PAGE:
The MLB season isn’t even a month old, and already rumors have swirled about which free agents would make likely trade targets near this year’s deadline.
While a few big name players like Albert Pujols, Prince Fielder and Jose Reyes could all be on the move, sometimes contending teams will look to add more of role player to round out their postseason rosters.
Whether it is a power bat of the bench, left-handed specialist or utility player, that final piece can make a difference down the stretch.
Here are 10 free agents likely to be traded at this year’s deadline.
Marco Scutaro appears to be the odd man out in Boston already.
The Red Sox signed him to a two-year prior to the 2010 season to be the stopgap for their young prospect, Jed Lowrie.
Lowrie has stepped up in a big way this season, and is hitting .431 through 16 games—the second highest mark in the A.L.
Scutaro, on the other hand, is hitting just .213, and is seeing his playing time slip away. He has a $6 million option on the table for next year, so Boston may look to move him.
While Scutaro may no longer be a starting player, he can provide a contending team with infield depth down the stretch. He has experience at all the infield positions, and has even dabbled in the outfield in his career.
Scutaro is a positive presence, and a team that trades for him would value his leadership.
Most teams long for a right-handed power hitter on their bench with the ability to go deep late in games or neutralize the opposing team’s left-handed specialist.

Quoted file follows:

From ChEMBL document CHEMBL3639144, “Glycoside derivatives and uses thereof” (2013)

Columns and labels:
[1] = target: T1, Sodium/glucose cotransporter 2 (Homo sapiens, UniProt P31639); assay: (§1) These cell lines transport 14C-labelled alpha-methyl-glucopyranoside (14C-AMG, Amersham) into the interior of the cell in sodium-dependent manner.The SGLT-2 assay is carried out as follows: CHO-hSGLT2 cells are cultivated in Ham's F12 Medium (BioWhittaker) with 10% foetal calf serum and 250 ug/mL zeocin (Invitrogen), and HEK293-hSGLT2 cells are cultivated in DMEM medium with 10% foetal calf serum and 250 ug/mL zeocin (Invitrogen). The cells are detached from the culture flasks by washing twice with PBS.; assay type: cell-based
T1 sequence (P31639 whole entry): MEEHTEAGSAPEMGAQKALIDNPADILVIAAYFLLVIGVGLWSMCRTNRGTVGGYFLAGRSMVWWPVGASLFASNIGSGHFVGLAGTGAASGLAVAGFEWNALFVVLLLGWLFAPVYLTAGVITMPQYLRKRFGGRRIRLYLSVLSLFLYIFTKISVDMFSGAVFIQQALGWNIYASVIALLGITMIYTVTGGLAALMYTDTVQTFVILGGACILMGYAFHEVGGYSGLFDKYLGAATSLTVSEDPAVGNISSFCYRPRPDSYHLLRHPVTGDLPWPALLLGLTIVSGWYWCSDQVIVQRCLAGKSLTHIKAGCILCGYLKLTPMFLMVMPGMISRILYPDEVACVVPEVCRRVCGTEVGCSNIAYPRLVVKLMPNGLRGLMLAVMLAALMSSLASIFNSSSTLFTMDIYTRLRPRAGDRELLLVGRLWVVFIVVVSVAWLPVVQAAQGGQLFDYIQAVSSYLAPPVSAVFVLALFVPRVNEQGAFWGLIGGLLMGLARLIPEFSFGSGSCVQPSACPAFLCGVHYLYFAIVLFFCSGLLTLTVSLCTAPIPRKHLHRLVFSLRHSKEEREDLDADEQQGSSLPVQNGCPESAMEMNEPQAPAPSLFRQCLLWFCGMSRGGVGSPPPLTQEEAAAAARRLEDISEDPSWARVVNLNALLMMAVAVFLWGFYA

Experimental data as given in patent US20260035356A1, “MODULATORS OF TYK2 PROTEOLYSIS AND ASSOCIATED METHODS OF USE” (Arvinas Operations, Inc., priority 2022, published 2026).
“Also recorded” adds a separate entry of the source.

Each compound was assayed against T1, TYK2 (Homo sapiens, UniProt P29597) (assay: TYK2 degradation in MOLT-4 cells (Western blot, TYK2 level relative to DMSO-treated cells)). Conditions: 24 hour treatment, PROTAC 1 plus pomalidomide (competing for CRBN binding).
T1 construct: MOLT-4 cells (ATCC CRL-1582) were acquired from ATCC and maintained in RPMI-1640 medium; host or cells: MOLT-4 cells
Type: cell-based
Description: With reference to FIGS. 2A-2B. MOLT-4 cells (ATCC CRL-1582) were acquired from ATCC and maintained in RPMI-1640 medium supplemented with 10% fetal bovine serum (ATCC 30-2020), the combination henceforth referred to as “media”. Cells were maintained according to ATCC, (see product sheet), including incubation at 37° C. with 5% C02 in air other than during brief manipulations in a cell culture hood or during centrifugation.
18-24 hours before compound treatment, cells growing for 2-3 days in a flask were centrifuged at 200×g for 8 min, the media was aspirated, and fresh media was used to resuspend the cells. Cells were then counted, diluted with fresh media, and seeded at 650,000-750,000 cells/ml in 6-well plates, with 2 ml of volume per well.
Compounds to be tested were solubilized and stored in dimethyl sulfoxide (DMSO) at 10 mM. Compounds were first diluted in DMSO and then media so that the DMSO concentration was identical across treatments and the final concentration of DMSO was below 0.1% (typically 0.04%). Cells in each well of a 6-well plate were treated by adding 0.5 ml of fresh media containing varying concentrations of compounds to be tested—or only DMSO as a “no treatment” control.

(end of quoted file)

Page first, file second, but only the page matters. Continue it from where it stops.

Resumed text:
That is Austin Kearns in a nutshell.
Kearns has been cold in limited plate appearances for the Cleveland Indians thus far. However, he still has some clutch hits left in his bat.
He also could fill in as an outfielder if need be, but his true strengths are at the plate.
The Indians may be receiving some calls regarding Kearns around the deadline.
Jack Cust is basically the left-handed version of Austin Kearns.
He’s a guy that will hit the ball out of the park, but also strike out as much as Adam Dunn.
In fact, Cust led the A.L. in strikeouts each year from 2007-2009.
The Mariners signed him to a one-year deal, but don’t expect Cust to remain there too long.
Just like Kearns, Cust’s skills are starting to deteriorate, but he could provide some punch off the bench for a contender.
However, he has never played in a postseason game in his 10-year career.
Kyle Farnsworth has taken over the closing duties for the Tamps Bay Rays to fill the void left by last year’s A.L. saves leader, Rafael Soriano.
He’s off to a good start so far, with five saves and a 1.23 ERA.
Based on his track record, Farnsworth might be better suited for a setup role at this stage in his career.
Though he still throws in the mid-90s, his fastball is said to be straightening out.
He’s no stranger to being dealt at the deadline.
Just last year, the Kansas City Royals traded Farnsworth to the Atlanta Braves for the stretch run.
Though he has a knack for giving up the big hit in the big spot, he can still be a valuable bullpen addition for a contender.
Xavier Nady was once a highly-touted San Diego Padres’ prospect with a great power bat.
He hit his stride during his last year in San Diego, and his production continued with the New York Mets and Pittsburgh Pirates.
However, Nady suffered from injury troubles his whole career. Therefore, he was relegated to a platoon role the last few seasons.
He’s seen limited action for the Arizona Diamondbacks thus far, and appears to be a candidate for a deadline deal.